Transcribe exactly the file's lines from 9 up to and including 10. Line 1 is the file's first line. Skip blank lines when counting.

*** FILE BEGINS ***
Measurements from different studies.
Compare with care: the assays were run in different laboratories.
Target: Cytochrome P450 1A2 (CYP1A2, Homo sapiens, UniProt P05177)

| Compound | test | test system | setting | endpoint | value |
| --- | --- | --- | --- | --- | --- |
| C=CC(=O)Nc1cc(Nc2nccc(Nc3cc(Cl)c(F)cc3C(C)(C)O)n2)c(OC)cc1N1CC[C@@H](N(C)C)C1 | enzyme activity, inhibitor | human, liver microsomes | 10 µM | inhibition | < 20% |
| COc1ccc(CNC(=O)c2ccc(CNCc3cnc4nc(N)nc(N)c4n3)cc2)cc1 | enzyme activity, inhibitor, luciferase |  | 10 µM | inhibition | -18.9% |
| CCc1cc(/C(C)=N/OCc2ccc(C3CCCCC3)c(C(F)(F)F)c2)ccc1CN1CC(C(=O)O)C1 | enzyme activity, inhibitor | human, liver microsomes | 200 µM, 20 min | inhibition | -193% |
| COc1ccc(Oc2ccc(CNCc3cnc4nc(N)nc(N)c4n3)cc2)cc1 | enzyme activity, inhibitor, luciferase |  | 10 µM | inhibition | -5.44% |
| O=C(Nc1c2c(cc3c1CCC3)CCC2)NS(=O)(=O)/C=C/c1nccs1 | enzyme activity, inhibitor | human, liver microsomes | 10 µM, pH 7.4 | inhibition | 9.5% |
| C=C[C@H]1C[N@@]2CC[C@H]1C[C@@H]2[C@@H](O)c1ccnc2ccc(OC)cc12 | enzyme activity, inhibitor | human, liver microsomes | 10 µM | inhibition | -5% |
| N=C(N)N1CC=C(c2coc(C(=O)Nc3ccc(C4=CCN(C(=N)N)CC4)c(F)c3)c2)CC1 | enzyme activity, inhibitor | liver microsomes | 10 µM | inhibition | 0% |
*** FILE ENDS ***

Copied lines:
| COc1ccc(Oc2ccc(CNCc3cnc4nc(N)nc(N)c4n3)cc2)cc1 | enzyme activity, inhibitor, luciferase |  | 10 µM | inhibition | -5.44% |
| O=C(Nc1c2c(cc3c1CCC3)CCC2)NS(=O)(=O)/C=C/c1nccs1 | enzyme activity, inhibitor | human, liver microsomes | 10 µM, pH 7.4 | inhibition | 9.5% |